A few weeks ago, the health services of Amsterdam tracked down an outbreak of Legionnaires’ disease using Google Earth, reports Trouw, a Dutch newspaper, today.
The details, translated from Dutch: Starting July 6, around 30 people became infected, of which two died. Soon, a certain type of “cooling tower” in the center of the city was suspected of being the culprit, but Dutch authorities did not have a list of such towers to inspect. Instead, health workers used Google Earth to visually identify all buildings in the area that had such towers on their roofs, and then contacted building management in each to determine whether it was the at-risk kind.
On July 18, one of the identified towers — on top of the old central post office building just to the east of Amsterdam’s central station — proved to be the origin of the outbreak. End of story.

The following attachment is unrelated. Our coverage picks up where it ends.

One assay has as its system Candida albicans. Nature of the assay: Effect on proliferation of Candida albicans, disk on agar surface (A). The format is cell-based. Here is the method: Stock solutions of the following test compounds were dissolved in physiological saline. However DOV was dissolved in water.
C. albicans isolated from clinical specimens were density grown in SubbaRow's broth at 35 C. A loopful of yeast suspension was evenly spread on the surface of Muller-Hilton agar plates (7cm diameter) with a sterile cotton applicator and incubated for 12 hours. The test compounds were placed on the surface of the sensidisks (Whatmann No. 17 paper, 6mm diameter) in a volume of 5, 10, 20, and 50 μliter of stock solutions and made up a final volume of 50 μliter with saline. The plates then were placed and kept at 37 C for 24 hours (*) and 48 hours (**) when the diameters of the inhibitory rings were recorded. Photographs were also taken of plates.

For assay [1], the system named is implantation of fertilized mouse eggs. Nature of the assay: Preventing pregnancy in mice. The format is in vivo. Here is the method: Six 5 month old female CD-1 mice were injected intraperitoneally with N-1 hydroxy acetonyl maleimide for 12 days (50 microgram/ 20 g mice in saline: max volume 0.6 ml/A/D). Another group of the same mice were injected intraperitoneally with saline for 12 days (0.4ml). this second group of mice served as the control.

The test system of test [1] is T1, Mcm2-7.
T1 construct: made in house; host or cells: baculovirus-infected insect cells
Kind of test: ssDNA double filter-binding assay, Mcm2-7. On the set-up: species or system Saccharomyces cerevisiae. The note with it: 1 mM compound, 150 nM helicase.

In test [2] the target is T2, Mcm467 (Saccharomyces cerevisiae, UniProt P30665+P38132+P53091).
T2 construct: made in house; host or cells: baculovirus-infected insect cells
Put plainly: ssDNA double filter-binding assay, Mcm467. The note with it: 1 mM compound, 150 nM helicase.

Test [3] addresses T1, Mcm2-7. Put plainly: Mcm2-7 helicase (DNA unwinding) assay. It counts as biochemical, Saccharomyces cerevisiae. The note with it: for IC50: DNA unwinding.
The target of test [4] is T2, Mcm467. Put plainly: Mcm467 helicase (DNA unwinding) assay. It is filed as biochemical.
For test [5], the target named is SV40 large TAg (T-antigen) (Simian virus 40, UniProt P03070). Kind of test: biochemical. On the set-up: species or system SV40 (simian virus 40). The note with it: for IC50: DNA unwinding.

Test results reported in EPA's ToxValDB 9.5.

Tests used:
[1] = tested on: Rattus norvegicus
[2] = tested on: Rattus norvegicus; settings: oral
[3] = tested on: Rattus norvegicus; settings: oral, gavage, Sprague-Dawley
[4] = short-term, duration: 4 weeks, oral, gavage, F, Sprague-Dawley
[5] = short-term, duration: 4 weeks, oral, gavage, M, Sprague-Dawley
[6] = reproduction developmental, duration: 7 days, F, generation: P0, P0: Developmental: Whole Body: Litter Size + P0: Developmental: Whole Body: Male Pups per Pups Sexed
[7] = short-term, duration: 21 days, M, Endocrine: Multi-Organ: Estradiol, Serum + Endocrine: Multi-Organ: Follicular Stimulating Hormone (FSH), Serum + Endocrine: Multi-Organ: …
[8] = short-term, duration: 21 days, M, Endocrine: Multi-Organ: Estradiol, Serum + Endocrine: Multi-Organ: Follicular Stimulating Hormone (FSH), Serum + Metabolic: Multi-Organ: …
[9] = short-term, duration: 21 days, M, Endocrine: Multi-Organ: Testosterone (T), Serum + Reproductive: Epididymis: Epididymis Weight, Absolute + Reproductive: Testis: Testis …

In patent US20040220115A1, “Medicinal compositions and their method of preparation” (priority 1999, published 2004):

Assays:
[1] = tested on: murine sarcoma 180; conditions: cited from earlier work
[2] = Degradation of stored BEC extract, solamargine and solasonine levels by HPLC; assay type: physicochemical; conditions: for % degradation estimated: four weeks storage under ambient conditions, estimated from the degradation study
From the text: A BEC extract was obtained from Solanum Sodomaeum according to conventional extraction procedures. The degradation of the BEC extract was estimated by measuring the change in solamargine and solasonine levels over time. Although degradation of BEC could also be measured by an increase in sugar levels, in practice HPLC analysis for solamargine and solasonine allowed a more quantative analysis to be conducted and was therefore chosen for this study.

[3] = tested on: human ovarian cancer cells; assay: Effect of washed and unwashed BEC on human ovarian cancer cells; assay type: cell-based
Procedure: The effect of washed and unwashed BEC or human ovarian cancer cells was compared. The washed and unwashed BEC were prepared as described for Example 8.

You might wonder, of course, why Dutch authorities didn’t use some kind of official national imaging system. I suspect the reason is that Google Earth’s dataset (minus the bits censored by the Dutch government) is pretty much as good as it gets when it comes to coverage of Amsterdam, and that speed was of the essence. Still, a large area just to the east of the central station is thoroughly censored (it’s the Navy barracks in Amsterdam), so imagine if that’s where the outbreak had in fact started — they’d still be looking. (Via Jan Marijnissen Weblog)